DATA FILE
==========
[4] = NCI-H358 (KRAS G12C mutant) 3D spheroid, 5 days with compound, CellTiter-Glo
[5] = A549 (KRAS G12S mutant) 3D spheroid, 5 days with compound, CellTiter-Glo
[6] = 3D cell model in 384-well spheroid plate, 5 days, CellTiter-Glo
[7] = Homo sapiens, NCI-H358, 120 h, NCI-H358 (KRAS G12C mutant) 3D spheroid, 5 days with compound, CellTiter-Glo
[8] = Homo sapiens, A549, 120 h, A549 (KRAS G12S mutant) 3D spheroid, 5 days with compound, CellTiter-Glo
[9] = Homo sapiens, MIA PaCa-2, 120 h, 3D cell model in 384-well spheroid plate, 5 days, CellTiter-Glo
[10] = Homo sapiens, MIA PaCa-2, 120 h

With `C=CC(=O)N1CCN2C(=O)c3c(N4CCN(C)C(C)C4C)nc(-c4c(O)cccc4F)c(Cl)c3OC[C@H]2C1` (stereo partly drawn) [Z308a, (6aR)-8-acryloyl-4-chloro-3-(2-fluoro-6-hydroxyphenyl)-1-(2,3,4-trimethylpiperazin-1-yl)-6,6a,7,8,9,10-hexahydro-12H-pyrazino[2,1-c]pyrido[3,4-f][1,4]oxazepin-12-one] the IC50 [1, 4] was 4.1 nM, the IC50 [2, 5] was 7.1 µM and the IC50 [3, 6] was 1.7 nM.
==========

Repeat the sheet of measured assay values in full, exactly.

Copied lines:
[4] = NCI-H358 (KRAS G12C mutant) 3D spheroid, 5 days with compound, CellTiter-Glo
[5] = A549 (KRAS G12S mutant) 3D spheroid, 5 days with compound, CellTiter-Glo
[6] = 3D cell model in 384-well spheroid plate, 5 days, CellTiter-Glo
[7] = Homo sapiens, NCI-H358, 120 h, NCI-H358 (KRAS G12C mutant) 3D spheroid, 5 days with compound, CellTiter-Glo
[8] = Homo sapiens, A549, 120 h, A549 (KRAS G12S mutant) 3D spheroid, 5 days with compound, CellTiter-Glo
[9] = Homo sapiens, MIA PaCa-2, 120 h, 3D cell model in 384-well spheroid plate, 5 days, CellTiter-Glo
[10] = Homo sapiens, MIA PaCa-2, 120 h

With `C=CC(=O)N1CCN2C(=O)c3c(N4CCN(C)C(C)C4C)nc(-c4c(O)cccc4F)c(Cl)c3OC[C@H]2C1` (stereo partly drawn) [Z308a, (6aR)-8-acryloyl-4-chloro-3-(2-fluoro-6-hydroxyphenyl)-1-(2,3,4-trimethylpiperazin-1-yl)-6,6a,7,8,9,10-hexahydro-12H-pyrazino[2,1-c]pyrido[3,4-f][1,4]oxazepin-12-one] the IC50 [1, 4] was 4.1 nM, the IC50 [2, 5] was 7.1 µM and the IC50 [3, 6] was 1.7 nM.